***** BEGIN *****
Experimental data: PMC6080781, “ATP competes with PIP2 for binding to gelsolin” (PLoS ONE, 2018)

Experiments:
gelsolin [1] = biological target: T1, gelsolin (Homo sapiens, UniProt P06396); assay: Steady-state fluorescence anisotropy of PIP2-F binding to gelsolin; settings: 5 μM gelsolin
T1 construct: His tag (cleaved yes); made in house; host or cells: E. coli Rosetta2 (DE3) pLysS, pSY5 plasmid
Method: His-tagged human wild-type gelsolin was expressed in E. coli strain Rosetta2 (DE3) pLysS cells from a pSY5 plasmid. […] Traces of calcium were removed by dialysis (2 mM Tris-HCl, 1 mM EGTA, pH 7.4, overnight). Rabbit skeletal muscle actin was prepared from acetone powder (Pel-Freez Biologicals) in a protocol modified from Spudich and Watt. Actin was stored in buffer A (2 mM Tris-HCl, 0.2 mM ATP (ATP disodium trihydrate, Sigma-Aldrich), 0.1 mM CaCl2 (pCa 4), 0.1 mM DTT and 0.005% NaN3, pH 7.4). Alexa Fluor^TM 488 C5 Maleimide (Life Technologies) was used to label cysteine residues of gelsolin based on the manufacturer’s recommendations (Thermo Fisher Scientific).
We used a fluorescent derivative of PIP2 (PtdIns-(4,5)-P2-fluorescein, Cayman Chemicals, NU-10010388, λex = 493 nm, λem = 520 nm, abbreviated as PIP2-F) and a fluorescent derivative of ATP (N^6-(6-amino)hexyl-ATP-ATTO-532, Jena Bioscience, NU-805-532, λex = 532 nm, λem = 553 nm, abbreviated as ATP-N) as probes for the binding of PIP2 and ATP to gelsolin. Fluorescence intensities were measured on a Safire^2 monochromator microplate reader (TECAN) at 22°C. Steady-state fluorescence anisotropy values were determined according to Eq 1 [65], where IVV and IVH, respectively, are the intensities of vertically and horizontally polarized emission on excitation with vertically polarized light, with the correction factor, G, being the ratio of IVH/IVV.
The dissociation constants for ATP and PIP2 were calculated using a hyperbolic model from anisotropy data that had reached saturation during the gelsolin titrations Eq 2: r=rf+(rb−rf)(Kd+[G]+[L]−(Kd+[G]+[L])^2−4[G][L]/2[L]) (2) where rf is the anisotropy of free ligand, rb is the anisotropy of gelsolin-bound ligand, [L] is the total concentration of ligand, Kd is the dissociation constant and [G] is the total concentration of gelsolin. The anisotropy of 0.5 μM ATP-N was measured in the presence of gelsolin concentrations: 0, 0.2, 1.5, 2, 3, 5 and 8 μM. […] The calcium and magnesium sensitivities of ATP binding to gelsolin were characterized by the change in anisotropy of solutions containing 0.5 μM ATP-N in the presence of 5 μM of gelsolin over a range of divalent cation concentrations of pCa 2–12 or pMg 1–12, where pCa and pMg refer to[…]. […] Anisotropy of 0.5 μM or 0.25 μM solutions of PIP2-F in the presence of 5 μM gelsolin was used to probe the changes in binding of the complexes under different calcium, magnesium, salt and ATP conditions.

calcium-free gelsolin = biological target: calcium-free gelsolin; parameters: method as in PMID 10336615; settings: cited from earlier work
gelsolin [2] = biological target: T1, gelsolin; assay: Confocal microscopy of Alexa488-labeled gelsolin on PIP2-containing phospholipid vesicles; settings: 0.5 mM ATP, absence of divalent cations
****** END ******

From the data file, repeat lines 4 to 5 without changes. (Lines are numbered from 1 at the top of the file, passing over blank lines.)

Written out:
T1 construct: His tag (cleaved yes); made in house; host or cells: E. coli Rosetta2 (DE3) pLysS, pSY5 plasmid
Method: His-tagged human wild-type gelsolin was expressed in E. coli strain Rosetta2 (DE3) pLysS cells from a pSY5 plasmid. […] Traces of calcium were removed by dialysis (2 mM Tris-HCl, 1 mM EGTA, pH 7.4, overnight). Rabbit skeletal muscle actin was prepared from acetone powder (Pel-Freez Biologicals) in a protocol modified from Spudich and Watt. Actin was stored in buffer A (2 mM Tris-HCl, 0.2 mM ATP (ATP disodium trihydrate, Sigma-Aldrich), 0.1 mM CaCl2 (pCa 4), 0.1 mM DTT and 0.005% NaN3, pH 7.4). Alexa Fluor^TM 488 C5 Maleimide (Life Technologies) was used to label cysteine residues of gelsolin based on the manufacturer’s recommendations (Thermo Fisher Scientific).